Monday’s Mix

Each Monday we present brief excerpts of recent posts from five of Canada’s award­-winning legal blogs chosen at random* from more than 80 recent Clawbie winners. In this way we hope to promote their work, with their permission, to as wide an audience as possible.

This week the randomly selected blogs are 1. NSRLP 2. Double Aspect 3. Canadian Legal History Blog 4. Robeside Assistancet 5. Employment & Human Rights Law in Canada

Questioning the Role of the Canadian Judicial Council: Is Access to Justice Being Served?

On May 21st a Federal Court justice delivered a decision in the case Smith v. Canada (Attorney General), 2020 FC 629. There was considerable media commentary, including this article by the Globe and Mail’s Sean Fine. (I also recommend this article on But so far none of this commentary does justice to the significance of this case. …

Double Aspect
Doré Revisited: A Response to Professor Daly

Over on Administrative Law Matters, Professor Paul Daly argues that Doré  actually “emerges strengthened” from Vavilov. Professor Daly’s post responds to my own paper (The Conceptual Gap Between Doré and Vavilov) and post, where I argue the opposite. In this post, I would like to respond critically to Professor Daly’s interesting and provocative arguments. I first recap my position on the matter. Then, I review Professor Daly’s arguments, and respond in turn. …

Canadian Legal History Blog
Q&A with Legal Historian Christopher Moore

Since his first book Louisbourg Portraits won the Governor-General’s Literary Award in the early 1980s, Christopher Moore has been writing widely about Canadian history, from 1867: How the Fathers Made a Deal to the bestselling children’s history, The Story of Canada. But he is a legal historian too, with four big books about law and lawyers so far. Recently we talked about history and lawyers. I have known Chris Moore for over a quarter of a century. When we met at the Law Society we discovered we were neighbours. As well, Chris …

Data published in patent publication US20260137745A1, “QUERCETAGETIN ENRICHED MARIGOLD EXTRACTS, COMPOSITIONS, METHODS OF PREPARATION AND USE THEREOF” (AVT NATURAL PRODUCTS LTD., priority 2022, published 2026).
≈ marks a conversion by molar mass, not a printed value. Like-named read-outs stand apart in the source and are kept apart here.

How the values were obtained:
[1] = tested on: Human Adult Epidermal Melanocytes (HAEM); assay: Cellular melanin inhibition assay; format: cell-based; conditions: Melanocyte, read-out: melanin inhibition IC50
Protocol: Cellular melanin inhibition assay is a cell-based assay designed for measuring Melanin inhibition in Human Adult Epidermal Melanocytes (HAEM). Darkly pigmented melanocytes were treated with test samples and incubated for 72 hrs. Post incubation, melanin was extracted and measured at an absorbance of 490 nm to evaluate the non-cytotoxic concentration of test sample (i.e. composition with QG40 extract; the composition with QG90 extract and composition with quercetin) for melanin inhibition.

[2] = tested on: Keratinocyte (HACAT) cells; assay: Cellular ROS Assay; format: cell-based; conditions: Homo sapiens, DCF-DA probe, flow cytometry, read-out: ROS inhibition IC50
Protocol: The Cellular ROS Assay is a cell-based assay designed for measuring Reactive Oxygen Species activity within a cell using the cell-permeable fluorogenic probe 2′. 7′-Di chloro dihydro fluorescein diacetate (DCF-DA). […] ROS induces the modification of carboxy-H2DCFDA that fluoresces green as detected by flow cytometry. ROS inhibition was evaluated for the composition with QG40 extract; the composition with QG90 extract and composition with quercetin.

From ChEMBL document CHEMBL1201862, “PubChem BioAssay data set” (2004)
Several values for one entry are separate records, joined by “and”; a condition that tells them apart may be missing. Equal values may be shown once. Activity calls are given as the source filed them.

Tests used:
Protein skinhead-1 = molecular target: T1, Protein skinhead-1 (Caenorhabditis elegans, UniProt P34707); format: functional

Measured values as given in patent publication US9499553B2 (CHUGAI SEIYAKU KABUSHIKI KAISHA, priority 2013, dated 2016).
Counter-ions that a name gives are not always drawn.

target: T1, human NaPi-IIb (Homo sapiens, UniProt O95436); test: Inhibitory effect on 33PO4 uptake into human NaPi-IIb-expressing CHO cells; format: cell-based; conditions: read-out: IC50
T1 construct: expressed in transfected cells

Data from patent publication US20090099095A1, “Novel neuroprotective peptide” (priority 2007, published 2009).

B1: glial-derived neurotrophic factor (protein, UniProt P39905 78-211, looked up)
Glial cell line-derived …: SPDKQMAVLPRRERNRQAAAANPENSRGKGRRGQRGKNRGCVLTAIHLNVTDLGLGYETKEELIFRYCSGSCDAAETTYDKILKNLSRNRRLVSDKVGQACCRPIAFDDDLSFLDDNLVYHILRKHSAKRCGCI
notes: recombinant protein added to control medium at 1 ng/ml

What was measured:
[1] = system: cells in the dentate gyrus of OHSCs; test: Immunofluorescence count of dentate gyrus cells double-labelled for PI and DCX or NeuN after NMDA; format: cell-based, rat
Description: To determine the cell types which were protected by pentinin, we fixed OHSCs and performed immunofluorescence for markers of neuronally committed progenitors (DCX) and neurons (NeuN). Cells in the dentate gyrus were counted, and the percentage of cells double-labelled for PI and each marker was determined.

Robeside Assistance
Information for 2020-2021 Summer and Articling Students

Even though we may be living in extraordinary times, particularly for the justice sector, the staff of the CCLA Library are still here for you. This is especially true for this year’s summer and articling students. Normally, we invite students to come to the CCLA to meet us, have a tour of our space, and learn about our library services. As we don’t have a projected re-opening date, we aren’t able to invite students over, but we still very much want to meet them. …

Employment & Human Rights Law in Canada
A Guide for Employers During COVID-19 – June 3 update

This Guide sets out the key employment law issues to consider, as well as the government’s financial relief options to explore to get through this deep economic crisis. (Last Updated June 3, 2020). …


*Randomness here is created by and its list randomizing function.

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